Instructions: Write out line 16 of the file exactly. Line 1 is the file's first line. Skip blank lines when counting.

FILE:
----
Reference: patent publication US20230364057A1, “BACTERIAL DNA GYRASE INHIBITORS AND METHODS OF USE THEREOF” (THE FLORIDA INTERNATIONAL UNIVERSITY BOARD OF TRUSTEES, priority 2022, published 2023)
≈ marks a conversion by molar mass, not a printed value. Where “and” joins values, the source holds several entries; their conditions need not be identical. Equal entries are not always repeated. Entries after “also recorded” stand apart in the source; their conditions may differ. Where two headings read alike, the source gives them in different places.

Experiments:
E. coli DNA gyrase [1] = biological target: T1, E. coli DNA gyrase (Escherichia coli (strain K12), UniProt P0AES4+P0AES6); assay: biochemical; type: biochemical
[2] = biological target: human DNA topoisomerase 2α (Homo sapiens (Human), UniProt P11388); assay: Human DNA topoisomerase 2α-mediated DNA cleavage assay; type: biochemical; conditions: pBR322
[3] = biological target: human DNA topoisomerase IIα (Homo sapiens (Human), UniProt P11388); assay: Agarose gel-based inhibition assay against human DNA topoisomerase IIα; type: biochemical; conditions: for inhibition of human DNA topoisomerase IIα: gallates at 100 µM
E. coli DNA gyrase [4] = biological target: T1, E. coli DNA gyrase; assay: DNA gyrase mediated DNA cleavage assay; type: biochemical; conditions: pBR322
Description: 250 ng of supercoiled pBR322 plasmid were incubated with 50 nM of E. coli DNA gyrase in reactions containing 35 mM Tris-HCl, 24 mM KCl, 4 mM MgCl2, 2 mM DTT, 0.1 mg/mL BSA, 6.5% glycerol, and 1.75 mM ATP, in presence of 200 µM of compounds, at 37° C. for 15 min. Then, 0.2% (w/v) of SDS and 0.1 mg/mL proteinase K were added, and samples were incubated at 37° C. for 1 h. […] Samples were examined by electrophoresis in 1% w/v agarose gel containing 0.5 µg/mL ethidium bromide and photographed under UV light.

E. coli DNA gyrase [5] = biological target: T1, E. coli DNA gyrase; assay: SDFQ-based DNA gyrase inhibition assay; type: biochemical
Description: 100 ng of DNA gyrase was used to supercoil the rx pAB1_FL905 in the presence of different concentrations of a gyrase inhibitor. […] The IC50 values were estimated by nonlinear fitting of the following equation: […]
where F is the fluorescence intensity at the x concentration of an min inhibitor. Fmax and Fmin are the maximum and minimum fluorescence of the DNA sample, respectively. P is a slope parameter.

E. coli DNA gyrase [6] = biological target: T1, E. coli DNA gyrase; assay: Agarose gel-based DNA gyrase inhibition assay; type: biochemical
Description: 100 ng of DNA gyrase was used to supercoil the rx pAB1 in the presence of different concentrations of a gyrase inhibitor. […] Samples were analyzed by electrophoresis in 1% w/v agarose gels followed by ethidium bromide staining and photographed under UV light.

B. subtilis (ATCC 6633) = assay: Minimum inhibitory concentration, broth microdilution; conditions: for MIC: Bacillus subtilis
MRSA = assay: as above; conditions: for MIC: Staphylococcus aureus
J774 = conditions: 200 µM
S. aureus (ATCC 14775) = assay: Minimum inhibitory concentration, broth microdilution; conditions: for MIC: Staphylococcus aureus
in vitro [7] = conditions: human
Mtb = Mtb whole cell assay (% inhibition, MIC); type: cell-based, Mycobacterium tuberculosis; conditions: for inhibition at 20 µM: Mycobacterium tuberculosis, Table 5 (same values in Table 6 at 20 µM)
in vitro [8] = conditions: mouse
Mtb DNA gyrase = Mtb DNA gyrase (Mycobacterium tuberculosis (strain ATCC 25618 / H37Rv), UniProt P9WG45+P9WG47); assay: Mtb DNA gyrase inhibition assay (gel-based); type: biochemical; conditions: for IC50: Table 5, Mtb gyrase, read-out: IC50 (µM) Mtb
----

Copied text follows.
J774 = conditions: 200 µM